I could go on for hours about how great I think the Reds role players are this season but I think that may be a topic for my next article. In any event, look for Juan Francisco, Chris Heisey/Ryan Ludwick and Devin Mesoraco/Ryan Hanigan to have the biggest impact coming off the bench with Cairo and Valdez providing valuable veteran experience while covering days off here and there.
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The Reds starting pitching last year was a thorn in the side of the club. Their offense still produced near the top of most major categories but the starting pitching lagged considerably. This offseason the Reds moved top prospects Yonder Alonso, Yasmani Grandal, Brad Boxberger and veteran pitcher Edinson Volquez to the San Diego Padres for young ace Mat Latos. I love this trade. To the naked eye, it seems like a little bit much to offer for Latos but Alonso and Grandal were both blocked by better players, Boxberger projects to be a reliever and Edinson Volquez looked like he had rice pudding between his ears last season.
The rotation coming into the 2012 season should look like this; 1. Mat Latos, 2. Johnny Cueto, 3. Mike Leake, 4. Bronson Arroyo and 5. Homer Bailey. I know Aroldis Chapman is being molded into a starter but I believe he will begin the year at AAA and earn a call-up at some point depending on the success of Bailey. Seasons for our 2012 Reds starting pitching should look like this:
Mat Latos: 16-6, 3.23 ERA, 1.12 WHIP, 198 IP and 190 strikeouts
- Latos will thrive this season with increased run support. This will provide him with a greater level of confidence relieving him from the pressure of having to go out and keep his opponents under three runs a game. The effect of pitching in PETCO Park is greatly exaggerated when discussing Mat Latos's career thus far. Aside from last season where he let up eight home runs both home and away, Latos has let up fewer home runs on the road than he has pitching in PETCO. Great American shouldn't have that profound an impact on Latos.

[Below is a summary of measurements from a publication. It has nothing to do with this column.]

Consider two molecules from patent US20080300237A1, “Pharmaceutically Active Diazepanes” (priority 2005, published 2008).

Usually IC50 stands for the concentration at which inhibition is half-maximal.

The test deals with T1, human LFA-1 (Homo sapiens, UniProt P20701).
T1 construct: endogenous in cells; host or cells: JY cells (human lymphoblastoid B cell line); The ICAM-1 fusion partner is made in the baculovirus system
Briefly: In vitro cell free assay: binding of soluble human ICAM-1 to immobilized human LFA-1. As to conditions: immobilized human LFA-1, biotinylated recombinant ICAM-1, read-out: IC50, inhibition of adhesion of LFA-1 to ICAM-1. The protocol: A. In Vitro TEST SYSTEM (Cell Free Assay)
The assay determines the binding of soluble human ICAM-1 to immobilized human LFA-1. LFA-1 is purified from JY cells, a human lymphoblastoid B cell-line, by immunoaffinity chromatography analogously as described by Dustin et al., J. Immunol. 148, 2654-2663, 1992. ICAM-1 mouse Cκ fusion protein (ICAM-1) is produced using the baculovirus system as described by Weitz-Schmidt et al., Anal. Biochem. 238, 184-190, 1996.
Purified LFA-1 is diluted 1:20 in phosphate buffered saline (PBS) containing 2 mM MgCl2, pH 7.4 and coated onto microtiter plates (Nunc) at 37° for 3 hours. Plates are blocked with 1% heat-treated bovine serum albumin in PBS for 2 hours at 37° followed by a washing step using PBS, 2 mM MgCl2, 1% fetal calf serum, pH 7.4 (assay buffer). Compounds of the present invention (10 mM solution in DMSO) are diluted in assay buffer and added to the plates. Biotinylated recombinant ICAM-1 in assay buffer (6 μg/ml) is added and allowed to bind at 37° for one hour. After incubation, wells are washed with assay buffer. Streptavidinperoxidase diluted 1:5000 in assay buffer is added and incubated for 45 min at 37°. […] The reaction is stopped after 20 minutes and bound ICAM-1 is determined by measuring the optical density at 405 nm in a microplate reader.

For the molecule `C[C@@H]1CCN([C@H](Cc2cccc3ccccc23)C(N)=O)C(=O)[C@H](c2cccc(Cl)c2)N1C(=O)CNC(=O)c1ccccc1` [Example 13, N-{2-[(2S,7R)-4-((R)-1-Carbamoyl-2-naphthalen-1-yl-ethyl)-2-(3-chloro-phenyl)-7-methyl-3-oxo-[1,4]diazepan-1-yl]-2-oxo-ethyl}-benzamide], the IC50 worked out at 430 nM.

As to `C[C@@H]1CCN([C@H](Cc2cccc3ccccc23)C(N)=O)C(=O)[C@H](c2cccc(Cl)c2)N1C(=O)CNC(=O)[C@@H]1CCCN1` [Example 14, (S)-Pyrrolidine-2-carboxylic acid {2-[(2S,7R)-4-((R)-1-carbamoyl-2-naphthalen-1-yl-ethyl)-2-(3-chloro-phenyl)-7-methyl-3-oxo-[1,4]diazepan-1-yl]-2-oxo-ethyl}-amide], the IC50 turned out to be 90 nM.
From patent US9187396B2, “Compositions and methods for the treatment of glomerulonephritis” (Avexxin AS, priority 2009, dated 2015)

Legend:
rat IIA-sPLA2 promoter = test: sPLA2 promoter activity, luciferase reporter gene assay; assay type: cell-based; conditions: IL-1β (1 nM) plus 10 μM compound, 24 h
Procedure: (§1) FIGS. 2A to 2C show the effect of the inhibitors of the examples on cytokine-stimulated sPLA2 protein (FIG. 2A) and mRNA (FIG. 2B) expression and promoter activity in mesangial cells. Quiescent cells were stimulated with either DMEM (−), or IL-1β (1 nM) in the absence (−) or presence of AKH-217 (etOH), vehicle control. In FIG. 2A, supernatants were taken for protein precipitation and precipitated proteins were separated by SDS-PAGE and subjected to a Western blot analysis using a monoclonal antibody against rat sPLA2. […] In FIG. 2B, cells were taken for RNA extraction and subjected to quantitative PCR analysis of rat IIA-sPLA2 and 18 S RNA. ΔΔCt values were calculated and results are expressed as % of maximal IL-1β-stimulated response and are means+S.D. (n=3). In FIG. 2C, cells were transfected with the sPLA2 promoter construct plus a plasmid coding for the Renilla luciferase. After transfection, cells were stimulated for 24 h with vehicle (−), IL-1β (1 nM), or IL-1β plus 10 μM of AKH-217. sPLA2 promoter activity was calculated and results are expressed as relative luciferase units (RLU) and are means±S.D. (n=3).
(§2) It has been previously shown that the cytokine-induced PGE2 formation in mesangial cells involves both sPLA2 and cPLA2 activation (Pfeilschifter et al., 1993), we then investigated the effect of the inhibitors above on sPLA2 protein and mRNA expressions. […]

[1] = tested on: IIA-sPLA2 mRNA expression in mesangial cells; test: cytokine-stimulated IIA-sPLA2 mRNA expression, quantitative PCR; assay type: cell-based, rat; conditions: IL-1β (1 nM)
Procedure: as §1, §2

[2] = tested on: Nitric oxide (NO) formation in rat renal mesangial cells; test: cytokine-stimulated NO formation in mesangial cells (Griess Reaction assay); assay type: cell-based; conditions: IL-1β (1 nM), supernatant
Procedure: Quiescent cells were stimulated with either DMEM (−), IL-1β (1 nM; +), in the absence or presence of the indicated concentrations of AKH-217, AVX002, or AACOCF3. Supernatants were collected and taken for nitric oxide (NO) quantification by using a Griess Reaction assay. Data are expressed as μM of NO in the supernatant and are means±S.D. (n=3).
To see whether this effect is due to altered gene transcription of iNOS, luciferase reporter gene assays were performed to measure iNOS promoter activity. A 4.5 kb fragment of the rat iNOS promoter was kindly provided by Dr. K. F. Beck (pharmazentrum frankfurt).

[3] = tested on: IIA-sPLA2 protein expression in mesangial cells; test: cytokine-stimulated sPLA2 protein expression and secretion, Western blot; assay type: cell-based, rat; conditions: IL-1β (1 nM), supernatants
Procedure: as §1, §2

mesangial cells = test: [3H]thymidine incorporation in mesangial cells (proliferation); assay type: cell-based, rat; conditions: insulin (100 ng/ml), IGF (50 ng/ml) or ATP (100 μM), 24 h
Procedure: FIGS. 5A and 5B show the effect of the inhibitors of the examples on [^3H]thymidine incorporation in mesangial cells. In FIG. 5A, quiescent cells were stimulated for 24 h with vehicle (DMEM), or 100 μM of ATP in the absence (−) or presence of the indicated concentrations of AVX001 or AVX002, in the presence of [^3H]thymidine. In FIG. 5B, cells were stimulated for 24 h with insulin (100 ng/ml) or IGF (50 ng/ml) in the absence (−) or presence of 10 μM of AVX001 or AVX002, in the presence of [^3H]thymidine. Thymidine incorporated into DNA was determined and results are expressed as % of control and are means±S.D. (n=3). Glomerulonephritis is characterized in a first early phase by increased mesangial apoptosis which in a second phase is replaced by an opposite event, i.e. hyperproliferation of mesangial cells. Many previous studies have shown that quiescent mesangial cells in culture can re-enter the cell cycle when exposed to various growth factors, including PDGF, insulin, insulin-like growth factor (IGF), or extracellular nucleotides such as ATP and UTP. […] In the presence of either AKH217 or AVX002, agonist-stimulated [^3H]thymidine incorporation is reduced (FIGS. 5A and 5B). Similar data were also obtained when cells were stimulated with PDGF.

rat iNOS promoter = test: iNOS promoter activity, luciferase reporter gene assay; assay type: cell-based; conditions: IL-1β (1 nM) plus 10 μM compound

Johnny Cueto: 20-5 2.75, 1.10 WHIP, 188 IP and 142 strikeouts
- Johnny Cueto had an impressive 2011 by practically every statistical measurement except wins and losses. Cueto posted a 2.31 ERA and 1.09 WHIP and deserved upwards of 15 wins last season based up on those metrics alone. This season Cueto will establish himself as a true number one starter.
Mike Leake: 12-8 3.67 ERA 1.15 WHIP, 180 IP and 120 strikeouts
- Mike Leake is only 24 years old but his poise on the mound rivals that of any veteran pitcher of 10+ seasons. He doesn't walk many batters, in fact, last season he walked just 38.Control is critical when pitching in GABP and Mike Leake's is quite good. I expect him to flourish as the Reds number three starter and he could even exceed my expectations
Bronson Arroyo: 15-12 4.14 ERA, 1.39 WHIP 225 IP and 154 strikeouts
- Bronson Arroyo is starting to get old but last year was an outlier. He was sick most of the year with mono and had a series of back aches and still managed to make 30+ starts for the seventh straight season. This year Arroyo will return to that model of consistency we've become accustomed to the past 6 seasons.
Homer Bailey: 14-9 3.83 ERA 1.24 WHIP 162 IP and 147 strikeouts
- Homer's my breakout pick for the 2012 season. If you watch as many Reds games as I do (which is nearly every one) then you know that Homer Bailey has great stuff and incredible talent. He's got a good live fastball (2 seam and 4 seam) that he pairs up with a big 12-6 hook, a slider and a splitter. Those five pitches will serve him well this year and I think he finally puts it all together en-route to becoming the pitcher Reds fans and management have always thought he could be.
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In addition to solidifying the bench and starting rotation, the Reds front office finished creating one of the top bullpens in all of baseball. This offseason the bullpen lost Aroldis Chapman to the starting rotation and Francisco Cordero to free agency so the team brought in dominant lefty Sean Marshall and closer Ryan Madson. The Reds bullpen looks great this year with Madson, Marshall, Nick Masset, Bill Bray, Jose Arredondo Logan Ondrusek and Sam LeCure. I'll keep the rest of this brief and fully address the bullpen in another article but look for a lot of dominant performances when Reds starters turn games over to the very capable bullpen.
Madson: 2.27 ERA, 1.04 WHIP, 65 strikeouts and 42 saves
What Does This All Mean?
The team sports a dominant bullpen that should blow very few leads once they get them and can keep the team in ball games they're trailing in so they can win them in the late innings. The Reds lineup can flat out rake, I've got their starting lineup (counting both catchers as one starter and both left fielders as one starter) hitting 197 home runs, 628 RBI and 682 runs, look for them to also eclipse the 100 steal mark.
Their starting rotation could produce win totals into the 70's and Madson by my estimation should produce 42 saves. After all of that we're looking at a Cincinnati Reds team who could very well contend for a World Series title in 2012.